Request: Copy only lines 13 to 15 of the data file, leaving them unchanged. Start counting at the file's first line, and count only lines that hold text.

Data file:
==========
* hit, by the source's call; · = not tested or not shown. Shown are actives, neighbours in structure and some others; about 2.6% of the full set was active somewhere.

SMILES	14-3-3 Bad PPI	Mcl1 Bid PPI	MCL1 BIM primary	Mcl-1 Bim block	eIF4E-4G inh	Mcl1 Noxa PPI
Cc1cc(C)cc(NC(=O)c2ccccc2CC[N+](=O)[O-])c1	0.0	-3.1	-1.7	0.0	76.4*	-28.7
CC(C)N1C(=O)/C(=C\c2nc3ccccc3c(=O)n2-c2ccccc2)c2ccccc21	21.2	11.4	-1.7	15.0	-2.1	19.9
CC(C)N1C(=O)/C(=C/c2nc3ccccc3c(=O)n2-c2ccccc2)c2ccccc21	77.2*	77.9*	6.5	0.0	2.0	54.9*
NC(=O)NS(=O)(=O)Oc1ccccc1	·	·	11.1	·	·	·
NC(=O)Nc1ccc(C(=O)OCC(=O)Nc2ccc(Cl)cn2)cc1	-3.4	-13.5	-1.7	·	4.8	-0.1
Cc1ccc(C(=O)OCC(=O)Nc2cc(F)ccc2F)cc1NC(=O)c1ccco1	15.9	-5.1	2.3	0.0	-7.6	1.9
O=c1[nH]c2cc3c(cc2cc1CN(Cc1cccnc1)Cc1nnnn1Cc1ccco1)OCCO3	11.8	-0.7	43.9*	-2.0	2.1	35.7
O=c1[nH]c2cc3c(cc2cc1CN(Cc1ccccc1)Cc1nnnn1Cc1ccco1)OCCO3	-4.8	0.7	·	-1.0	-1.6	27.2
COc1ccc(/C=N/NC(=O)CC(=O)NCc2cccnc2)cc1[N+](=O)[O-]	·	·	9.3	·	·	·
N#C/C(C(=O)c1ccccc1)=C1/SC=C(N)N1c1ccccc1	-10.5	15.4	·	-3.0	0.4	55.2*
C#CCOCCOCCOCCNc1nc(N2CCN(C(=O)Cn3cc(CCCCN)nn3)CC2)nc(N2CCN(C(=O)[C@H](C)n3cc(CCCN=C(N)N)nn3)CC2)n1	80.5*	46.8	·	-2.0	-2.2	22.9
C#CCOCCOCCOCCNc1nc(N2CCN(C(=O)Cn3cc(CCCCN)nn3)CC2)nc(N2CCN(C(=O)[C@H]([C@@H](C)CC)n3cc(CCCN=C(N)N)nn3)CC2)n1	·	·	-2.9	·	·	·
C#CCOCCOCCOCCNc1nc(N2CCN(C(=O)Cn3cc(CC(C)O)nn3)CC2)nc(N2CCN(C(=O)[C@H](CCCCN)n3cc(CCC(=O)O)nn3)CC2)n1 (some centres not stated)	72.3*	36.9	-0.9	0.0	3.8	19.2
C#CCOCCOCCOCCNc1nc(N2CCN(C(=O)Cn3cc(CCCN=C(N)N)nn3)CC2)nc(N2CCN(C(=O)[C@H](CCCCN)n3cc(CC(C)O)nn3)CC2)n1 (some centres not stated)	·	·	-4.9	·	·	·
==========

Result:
C#CCOCCOCCOCCNc1nc(N2CCN(C(=O)Cn3cc(CCCCN)nn3)CC2)nc(N2CCN(C(=O)[C@H](C)n3cc(CCCN=C(N)N)nn3)CC2)n1	80.5*	46.8	·	-2.0	-2.2	22.9
C#CCOCCOCCOCCNc1nc(N2CCN(C(=O)Cn3cc(CCCCN)nn3)CC2)nc(N2CCN(C(=O)[C@H]([C@@H](C)CC)n3cc(CCCN=C(N)N)nn3)CC2)n1	·	·	-2.9	·	·	·
C#CCOCCOCCOCCNc1nc(N2CCN(C(=O)Cn3cc(CC(C)O)nn3)CC2)nc(N2CCN(C(=O)[C@H](CCCCN)n3cc(CCC(=O)O)nn3)CC2)n1 (some centres not stated)	72.3*	36.9	-0.9	0.0	3.8	19.2